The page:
". . . and having done all . . . stand firm." Eph. 6:13


Trump Is Beating Biden in Latest Polls but by Razor-Thin Margins

April 18, 2024

New polling is suggesting that former President Donald Trump is leading incumbent Joe Biden by a thin margin, but it may not be enough to secure a Trump victory in November. According to the latest Emerson College nationwide survey released on Thursday, 46% of voters back Trump, against 43% who back Biden, with 12% undecided. When undecided voters are asked which way they lean towards voting, Trump’s overall support increases to 51% and Biden’s to 48%.

The current state of the economy, including jobs and inflation, seemingly play a significant role in which candidate voters prefer. Thirty-six percent of voters ranked the economy as their top issue going into November, ahead of 21% of voters who rated immigration as their top issue.

Seventy-five percent of those polled responded that they think the cost of living in the U.S. is rising. Of that 75%, 56% intend to vote for Trump and only 32% for Biden. Among voters who responded that the cost of living is “staying the same” (18%), 67% intend to back Biden and only 18% Trump. Among voters who responded that the cost of living is easing (7%), a staggering 94% intend to back Biden and only 6% intend to back Trump.

Trump also leads among voters who say that their family has an average (Trump at 46%, Biden at 44%), below average (Trump at 49%, Biden at 40%), or far below average (Trump at 50%, Biden at 32%) income. Biden leads Trump 50% to 42% among those who say their family has an above average income and 55% to 29% among those who say their family has a far above average income. Additionally, Biden leads Trump 51% to 38% among voters who say they work less than 20 hours a week, 52% to 37% among those who say they work 20 to 29 hours a week, and 45% to 43% among those who say they work 30 to 39 hours a week. Meanwhile, Trump leads Biden 50% to 38% among those who say they work 40 to 49 hours a week, 59% to 35% among those who say they work 50 to 59 hours a week, and a staggering 80% to 7% among those who say the work 60 hours a week or more.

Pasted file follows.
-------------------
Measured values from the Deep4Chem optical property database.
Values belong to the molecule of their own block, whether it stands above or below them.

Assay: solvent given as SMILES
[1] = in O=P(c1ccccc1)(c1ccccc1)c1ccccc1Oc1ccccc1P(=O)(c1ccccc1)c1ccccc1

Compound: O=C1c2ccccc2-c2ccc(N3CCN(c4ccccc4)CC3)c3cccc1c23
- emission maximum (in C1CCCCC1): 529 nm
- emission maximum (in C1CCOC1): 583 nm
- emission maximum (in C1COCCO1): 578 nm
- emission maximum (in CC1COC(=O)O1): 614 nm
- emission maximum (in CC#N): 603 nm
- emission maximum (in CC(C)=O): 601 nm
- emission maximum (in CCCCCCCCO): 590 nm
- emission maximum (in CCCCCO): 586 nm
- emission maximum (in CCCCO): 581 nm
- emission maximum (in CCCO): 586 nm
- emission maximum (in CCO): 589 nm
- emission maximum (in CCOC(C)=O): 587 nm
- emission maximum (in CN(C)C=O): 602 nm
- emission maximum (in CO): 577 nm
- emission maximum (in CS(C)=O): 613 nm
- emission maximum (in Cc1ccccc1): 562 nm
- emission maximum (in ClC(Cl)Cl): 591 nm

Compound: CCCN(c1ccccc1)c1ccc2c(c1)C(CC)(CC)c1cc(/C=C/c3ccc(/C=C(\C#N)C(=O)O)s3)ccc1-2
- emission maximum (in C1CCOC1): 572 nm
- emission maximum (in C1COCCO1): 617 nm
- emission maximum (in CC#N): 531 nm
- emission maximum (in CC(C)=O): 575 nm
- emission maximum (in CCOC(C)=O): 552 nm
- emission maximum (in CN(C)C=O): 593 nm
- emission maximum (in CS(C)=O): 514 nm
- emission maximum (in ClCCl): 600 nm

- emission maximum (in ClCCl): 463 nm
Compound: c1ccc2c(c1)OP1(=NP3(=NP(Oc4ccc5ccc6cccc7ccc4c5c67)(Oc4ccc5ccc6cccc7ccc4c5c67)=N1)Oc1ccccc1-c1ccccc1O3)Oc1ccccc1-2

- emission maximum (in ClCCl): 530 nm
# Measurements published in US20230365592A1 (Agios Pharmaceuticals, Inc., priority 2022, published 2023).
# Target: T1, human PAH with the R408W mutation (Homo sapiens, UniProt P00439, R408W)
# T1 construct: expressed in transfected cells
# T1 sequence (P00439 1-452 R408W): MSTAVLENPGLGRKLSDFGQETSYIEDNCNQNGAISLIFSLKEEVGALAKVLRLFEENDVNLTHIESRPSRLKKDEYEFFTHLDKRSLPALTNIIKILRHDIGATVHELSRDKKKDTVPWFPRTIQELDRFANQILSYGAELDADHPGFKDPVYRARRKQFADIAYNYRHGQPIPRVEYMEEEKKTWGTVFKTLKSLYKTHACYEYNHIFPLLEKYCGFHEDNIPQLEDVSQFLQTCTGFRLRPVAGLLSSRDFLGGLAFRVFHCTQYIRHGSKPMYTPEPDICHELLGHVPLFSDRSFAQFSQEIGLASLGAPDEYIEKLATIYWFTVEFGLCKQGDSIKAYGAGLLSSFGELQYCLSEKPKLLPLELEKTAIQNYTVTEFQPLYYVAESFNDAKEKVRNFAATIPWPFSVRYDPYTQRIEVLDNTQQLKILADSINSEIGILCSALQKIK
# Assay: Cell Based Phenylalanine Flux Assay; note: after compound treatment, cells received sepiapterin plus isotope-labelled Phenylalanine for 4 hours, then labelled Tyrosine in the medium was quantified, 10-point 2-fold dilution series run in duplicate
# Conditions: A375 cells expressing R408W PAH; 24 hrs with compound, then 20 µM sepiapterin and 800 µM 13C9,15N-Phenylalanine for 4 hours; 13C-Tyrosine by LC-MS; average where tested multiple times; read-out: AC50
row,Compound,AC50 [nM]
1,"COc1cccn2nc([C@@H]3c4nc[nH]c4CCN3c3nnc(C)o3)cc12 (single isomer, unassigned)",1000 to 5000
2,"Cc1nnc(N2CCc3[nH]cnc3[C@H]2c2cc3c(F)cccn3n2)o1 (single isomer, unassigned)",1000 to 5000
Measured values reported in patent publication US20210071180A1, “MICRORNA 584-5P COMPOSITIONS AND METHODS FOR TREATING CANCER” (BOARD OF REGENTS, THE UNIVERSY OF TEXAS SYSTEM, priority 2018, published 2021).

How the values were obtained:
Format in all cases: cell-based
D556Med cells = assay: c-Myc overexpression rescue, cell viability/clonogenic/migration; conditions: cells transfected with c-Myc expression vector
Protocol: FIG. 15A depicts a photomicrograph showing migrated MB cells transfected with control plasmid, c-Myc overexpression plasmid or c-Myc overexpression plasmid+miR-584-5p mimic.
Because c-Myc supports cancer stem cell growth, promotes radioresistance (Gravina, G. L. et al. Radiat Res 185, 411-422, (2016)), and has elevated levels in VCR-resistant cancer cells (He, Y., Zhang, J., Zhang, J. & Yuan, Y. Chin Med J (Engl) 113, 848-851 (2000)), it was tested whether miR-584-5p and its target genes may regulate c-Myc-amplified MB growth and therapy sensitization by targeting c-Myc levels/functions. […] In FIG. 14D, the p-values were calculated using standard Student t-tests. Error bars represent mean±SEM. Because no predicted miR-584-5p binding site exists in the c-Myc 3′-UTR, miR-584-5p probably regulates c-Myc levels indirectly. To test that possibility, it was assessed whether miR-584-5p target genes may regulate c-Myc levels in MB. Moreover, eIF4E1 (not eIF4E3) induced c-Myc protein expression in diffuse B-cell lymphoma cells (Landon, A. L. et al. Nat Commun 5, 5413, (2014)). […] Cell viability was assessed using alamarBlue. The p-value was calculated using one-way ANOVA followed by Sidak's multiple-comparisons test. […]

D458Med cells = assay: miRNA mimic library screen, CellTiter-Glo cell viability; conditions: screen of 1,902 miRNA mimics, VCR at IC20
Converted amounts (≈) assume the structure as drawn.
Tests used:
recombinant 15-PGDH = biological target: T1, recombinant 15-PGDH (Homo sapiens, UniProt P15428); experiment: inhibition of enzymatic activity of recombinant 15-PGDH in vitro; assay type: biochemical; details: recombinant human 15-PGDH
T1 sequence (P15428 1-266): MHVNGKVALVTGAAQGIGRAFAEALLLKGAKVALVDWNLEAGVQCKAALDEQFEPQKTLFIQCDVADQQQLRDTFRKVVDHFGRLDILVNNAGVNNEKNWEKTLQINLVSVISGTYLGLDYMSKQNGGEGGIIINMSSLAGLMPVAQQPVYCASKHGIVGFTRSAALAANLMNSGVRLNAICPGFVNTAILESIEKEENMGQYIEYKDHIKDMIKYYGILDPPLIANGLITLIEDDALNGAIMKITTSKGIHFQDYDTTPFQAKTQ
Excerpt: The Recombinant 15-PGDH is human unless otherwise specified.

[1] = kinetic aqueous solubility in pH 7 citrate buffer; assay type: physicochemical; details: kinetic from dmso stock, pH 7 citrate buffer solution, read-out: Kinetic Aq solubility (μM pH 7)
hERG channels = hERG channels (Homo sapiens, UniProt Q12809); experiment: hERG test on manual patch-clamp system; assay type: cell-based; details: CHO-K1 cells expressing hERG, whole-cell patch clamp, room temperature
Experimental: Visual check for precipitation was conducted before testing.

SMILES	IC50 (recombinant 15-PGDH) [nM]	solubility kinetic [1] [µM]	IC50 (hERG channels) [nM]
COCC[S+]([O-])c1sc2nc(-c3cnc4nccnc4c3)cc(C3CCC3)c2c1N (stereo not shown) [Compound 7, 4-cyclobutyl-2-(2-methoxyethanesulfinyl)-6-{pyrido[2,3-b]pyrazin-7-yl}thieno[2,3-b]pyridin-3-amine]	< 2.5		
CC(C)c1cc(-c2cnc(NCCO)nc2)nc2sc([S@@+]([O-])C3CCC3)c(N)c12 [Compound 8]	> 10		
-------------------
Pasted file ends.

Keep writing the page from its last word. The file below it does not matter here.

Another poll released Thursday, the Harvard Youth Poll, found that the economy was also the top concern for voters aged 18 to 29. “Make no mistake, this is a different youth electorate than we saw in 2020 and 2022, and young voters are motivated by different things,” said John Della Volpe, director of polling at the Harvard Kennedy School Institute of Politics. “Economic issues are top of mind, housing is a major concern — and the gap between young men’s and young women’s political preferences is pronounced.”

Although Trump’s share of young voters is expanding, Biden still commands a strong lead over the demographic. Among voters under the age of 30, 45% intend to vote for Biden in November and 37% for Trump, with 16% undecided. Among registered voters under 30, the margin broadens: 50% back Biden and 37% back Trump, with 12% undecided. Among voters under 30 who self-identity as likely to vote in November, 56% back Biden and 37% back Trump, with only 6% undecided.

Following a national trend, economic issues were the top concern for voters under the age of 30. Sixty-four percent of respondents rated inflation as a major concern, 59% named health care, 56% named housing, and 53% named jobs. Abortion was an issue of concern for 50% of young voters, according to the survey. Additionally, when pollsters asked young voters which of two particular issues was more important to them, inflation was ranked more important than every other issue named except for abortion.

The Washington Stand asked FRC Action Director Matt Carpenter for his insights on new polling data. “This election cycle is feeling a lot like 2016, in that we are seeing noticeable movement among key groups that will prove decisive come November. In 2016, it was noncollege white voters in the Rust Belt states that put Trump over the top,” Carpenter explained. “This election it looks like noncollege voters of all ethnicities, as well as Gen Z and Millennial voters, are behaving more like a swing vote that could go either way than a single voting bloc. If that’s the case in the fall, then Biden is in real trouble.”

“It’s likely young voters who prioritized things like climate change and social justice in 2020 have been stung by the reality of inflation and the overall crisis in affordability since the election of Biden,” Carpenter noted. “These voters might not switch to vote for Trump outright, but if they stay home or vote third party, they can damage Biden’s reelection effort substantially. At this point in the campaign Biden should be focused on winning independent voters. Instead, he is having to spend precious time and resources to keep his 2020 coalition intact.”

S.A. McCarthy serves as a news writer at The Washington Stand.